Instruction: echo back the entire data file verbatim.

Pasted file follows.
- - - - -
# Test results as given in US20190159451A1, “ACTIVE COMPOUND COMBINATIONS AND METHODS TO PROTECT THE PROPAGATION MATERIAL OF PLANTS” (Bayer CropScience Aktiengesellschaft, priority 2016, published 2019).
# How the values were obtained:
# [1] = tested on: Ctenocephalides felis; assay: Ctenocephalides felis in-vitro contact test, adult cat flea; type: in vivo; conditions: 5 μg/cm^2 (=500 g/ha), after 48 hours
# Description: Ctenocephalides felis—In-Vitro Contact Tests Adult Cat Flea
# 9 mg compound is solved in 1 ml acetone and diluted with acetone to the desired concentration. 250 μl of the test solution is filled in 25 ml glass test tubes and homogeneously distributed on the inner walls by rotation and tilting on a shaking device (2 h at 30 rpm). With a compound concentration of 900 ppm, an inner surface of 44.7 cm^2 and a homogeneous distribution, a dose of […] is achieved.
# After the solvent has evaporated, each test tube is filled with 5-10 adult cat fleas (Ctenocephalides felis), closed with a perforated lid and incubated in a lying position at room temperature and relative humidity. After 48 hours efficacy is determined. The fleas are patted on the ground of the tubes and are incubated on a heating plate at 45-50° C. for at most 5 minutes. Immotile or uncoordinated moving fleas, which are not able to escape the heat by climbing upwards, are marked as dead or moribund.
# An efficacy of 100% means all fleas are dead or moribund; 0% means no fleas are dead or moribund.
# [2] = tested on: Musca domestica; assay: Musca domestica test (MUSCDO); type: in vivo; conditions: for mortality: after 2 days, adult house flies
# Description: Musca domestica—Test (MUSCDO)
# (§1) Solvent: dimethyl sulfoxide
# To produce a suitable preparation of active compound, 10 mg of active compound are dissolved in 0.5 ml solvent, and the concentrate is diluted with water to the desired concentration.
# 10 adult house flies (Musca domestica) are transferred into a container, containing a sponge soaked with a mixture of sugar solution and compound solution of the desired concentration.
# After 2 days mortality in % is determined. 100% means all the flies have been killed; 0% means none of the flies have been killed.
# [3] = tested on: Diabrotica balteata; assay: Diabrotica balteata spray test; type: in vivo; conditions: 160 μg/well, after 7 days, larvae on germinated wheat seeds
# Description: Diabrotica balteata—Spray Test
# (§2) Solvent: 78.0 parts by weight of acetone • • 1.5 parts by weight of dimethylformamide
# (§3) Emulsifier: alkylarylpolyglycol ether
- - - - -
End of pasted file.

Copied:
# Test results as given in US20190159451A1, “ACTIVE COMPOUND COMBINATIONS AND METHODS TO PROTECT THE PROPAGATION MATERIAL OF PLANTS” (Bayer CropScience Aktiengesellschaft, priority 2016, published 2019).
# How the values were obtained:
# [1] = tested on: Ctenocephalides felis; assay: Ctenocephalides felis in-vitro contact test, adult cat flea; type: in vivo; conditions: 5 μg/cm^2 (=500 g/ha), after 48 hours
# Description: Ctenocephalides felis—In-Vitro Contact Tests Adult Cat Flea
# 9 mg compound is solved in 1 ml acetone and diluted with acetone to the desired concentration. 250 μl of the test solution is filled in 25 ml glass test tubes and homogeneously distributed on the inner walls by rotation and tilting on a shaking device (2 h at 30 rpm). With a compound concentration of 900 ppm, an inner surface of 44.7 cm^2 and a homogeneous distribution, a dose of […] is achieved.
# After the solvent has evaporated, each test tube is filled with 5-10 adult cat fleas (Ctenocephalides felis), closed with a perforated lid and incubated in a lying position at room temperature and relative humidity. After 48 hours efficacy is determined. The fleas are patted on the ground of the tubes and are incubated on a heating plate at 45-50° C. for at most 5 minutes. Immotile or uncoordinated moving fleas, which are not able to escape the heat by climbing upwards, are marked as dead or moribund.
# An efficacy of 100% means all fleas are dead or moribund; 0% means no fleas are dead or moribund.
# [2] = tested on: Musca domestica; assay: Musca domestica test (MUSCDO); type: in vivo; conditions: for mortality: after 2 days, adult house flies
# Description: Musca domestica—Test (MUSCDO)
# (§1) Solvent: dimethyl sulfoxide
# To produce a suitable preparation of active compound, 10 mg of active compound are dissolved in 0.5 ml solvent, and the concentrate is diluted with water to the desired concentration.
# 10 adult house flies (Musca domestica) are transferred into a container, containing a sponge soaked with a mixture of sugar solution and compound solution of the desired concentration.
# After 2 days mortality in % is determined. 100% means all the flies have been killed; 0% means none of the flies have been killed.
# [3] = tested on: Diabrotica balteata; assay: Diabrotica balteata spray test; type: in vivo; conditions: 160 μg/well, after 7 days, larvae on germinated wheat seeds
# Description: Diabrotica balteata—Spray Test
# (§2) Solvent: 78.0 parts by weight of acetone • • 1.5 parts by weight of dimethylformamide
# (§3) Emulsifier: alkylarylpolyglycol ether